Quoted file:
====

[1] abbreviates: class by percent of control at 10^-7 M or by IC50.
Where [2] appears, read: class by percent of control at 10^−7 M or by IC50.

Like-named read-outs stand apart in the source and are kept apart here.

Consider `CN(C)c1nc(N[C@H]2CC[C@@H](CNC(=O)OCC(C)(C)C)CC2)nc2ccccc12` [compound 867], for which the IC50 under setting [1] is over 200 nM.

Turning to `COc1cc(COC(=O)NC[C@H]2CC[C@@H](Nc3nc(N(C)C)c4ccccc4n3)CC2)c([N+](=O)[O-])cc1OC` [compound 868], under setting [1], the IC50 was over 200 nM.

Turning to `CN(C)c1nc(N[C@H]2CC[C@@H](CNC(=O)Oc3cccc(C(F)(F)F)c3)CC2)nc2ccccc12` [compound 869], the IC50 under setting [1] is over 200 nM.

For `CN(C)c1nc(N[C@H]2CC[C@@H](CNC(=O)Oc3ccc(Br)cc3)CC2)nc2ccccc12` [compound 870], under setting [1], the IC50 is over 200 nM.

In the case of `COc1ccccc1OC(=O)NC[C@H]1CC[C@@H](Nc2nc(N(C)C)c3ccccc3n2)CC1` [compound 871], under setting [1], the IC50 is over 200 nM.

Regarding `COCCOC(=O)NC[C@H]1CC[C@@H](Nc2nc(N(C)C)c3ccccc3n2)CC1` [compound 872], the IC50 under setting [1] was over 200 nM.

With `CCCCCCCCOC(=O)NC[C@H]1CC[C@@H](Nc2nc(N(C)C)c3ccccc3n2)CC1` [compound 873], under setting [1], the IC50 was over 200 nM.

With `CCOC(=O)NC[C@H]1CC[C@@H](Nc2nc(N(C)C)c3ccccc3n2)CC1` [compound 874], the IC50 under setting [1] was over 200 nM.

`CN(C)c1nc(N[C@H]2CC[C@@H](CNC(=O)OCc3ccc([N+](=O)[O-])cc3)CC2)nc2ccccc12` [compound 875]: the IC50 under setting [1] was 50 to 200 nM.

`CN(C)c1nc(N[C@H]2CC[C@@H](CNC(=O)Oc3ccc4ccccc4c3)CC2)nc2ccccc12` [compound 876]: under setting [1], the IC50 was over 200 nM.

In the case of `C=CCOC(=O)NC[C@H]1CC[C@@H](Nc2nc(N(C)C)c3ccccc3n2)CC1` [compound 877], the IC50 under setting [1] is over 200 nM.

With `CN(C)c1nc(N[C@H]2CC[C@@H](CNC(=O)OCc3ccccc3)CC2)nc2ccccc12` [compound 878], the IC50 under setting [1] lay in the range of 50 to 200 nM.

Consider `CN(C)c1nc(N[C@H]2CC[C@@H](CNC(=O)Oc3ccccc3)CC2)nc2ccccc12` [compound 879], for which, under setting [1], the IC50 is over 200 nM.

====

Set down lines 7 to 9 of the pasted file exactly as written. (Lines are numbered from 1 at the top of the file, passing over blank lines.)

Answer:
For `CN(C)c1nc(N[C@H]2CC[C@@H](CNC(=O)Oc3ccc(Br)cc3)CC2)nc2ccccc12` [compound 870], under setting [1], the IC50 is over 200 nM.

In the case of `COc1ccccc1OC(=O)NC[C@H]1CC[C@@H](Nc2nc(N(C)C)c3ccccc3n2)CC1` [compound 871], under setting [1], the IC50 is over 200 nM.

Regarding `COCCOC(=O)NC[C@H]1CC[C@@H](Nc2nc(N(C)C)c3ccccc3n2)CC1` [compound 872], the IC50 under setting [1] was over 200 nM.